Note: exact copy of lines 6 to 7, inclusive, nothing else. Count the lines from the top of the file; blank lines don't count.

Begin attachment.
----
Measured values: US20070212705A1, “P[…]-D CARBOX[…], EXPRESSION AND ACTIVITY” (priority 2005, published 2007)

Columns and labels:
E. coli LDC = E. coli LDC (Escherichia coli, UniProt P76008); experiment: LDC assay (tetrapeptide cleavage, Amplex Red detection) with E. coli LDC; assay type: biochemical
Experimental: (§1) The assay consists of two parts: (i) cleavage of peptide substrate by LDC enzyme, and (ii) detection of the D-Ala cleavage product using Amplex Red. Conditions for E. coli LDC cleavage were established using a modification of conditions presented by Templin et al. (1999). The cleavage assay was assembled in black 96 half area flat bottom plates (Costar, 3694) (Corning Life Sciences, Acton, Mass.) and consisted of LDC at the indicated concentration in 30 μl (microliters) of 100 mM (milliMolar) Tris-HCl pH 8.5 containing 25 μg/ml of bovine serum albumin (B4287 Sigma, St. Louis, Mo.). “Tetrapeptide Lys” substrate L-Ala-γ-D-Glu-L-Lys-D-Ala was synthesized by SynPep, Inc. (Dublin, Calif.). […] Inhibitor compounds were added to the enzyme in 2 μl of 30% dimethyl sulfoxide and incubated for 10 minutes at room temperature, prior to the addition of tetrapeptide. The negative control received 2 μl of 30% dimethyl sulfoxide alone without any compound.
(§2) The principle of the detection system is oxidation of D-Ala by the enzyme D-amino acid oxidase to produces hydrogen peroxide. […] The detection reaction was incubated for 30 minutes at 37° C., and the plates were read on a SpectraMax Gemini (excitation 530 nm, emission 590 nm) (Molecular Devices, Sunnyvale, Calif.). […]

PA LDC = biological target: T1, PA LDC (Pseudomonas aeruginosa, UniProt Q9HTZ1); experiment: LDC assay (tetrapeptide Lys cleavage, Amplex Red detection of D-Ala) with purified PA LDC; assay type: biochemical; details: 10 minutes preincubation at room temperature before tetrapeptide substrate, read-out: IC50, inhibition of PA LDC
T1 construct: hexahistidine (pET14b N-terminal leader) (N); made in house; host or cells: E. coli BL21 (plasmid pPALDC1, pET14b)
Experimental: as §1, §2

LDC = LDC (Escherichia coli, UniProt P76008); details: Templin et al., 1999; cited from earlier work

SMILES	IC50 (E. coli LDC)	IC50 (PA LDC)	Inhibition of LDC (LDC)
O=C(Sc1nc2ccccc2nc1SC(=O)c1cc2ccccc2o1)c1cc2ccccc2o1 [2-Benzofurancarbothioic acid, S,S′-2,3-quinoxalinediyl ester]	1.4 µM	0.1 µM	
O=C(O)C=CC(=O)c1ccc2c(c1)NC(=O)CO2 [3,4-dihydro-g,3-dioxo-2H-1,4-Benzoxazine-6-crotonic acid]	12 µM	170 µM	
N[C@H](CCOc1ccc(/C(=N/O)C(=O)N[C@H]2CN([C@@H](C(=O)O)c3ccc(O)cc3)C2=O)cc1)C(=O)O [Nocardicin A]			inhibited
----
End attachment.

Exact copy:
PA LDC = biological target: T1, PA LDC (Pseudomonas aeruginosa, UniProt Q9HTZ1); experiment: LDC assay (tetrapeptide Lys cleavage, Amplex Red detection of D-Ala) with purified PA LDC; assay type: biochemical; details: 10 minutes preincubation at room temperature before tetrapeptide substrate, read-out: IC50, inhibition of PA LDC
T1 construct: hexahistidine (pET14b N-terminal leader) (N); made in house; host or cells: E. coli BL21 (plasmid pPALDC1, pET14b)